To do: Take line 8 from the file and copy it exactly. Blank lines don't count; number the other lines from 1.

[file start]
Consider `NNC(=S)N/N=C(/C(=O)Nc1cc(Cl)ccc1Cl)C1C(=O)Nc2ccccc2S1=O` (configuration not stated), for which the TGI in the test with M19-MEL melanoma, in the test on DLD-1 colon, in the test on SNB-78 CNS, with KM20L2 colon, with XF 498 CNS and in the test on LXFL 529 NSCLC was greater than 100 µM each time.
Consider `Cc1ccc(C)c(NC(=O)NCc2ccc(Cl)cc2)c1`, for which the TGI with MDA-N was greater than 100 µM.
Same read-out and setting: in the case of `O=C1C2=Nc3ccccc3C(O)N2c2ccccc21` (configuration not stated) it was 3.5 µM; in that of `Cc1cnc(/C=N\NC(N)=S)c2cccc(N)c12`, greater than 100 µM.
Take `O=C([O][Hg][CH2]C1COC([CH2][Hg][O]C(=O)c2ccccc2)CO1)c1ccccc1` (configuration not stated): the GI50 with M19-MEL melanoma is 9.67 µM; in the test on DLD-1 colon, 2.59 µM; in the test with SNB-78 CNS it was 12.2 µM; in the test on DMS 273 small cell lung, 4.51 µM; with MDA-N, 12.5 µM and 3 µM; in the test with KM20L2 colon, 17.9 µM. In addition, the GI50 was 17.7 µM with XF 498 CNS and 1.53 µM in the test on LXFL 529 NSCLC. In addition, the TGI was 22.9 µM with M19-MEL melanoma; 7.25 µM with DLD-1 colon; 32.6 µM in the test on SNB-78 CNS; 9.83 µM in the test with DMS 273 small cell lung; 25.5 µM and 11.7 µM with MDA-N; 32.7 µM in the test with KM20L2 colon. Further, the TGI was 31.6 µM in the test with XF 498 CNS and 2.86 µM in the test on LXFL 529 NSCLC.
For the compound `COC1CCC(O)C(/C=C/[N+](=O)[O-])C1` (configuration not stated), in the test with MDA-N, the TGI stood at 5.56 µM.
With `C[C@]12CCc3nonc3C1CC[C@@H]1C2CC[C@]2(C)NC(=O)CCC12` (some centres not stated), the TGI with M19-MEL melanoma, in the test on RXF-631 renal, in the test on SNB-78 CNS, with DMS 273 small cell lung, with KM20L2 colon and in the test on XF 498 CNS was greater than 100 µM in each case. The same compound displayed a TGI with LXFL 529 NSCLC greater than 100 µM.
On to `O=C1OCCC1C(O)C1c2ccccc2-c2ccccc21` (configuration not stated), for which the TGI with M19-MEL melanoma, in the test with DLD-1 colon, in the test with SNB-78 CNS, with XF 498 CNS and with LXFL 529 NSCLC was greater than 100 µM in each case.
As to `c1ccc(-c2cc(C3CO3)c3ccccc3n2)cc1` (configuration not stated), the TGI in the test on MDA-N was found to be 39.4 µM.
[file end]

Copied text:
As to `c1ccc(-c2cc(C3CO3)c3ccccc3n2)cc1` (configuration not stated), the TGI in the test on MDA-N was found to be 39.4 µM.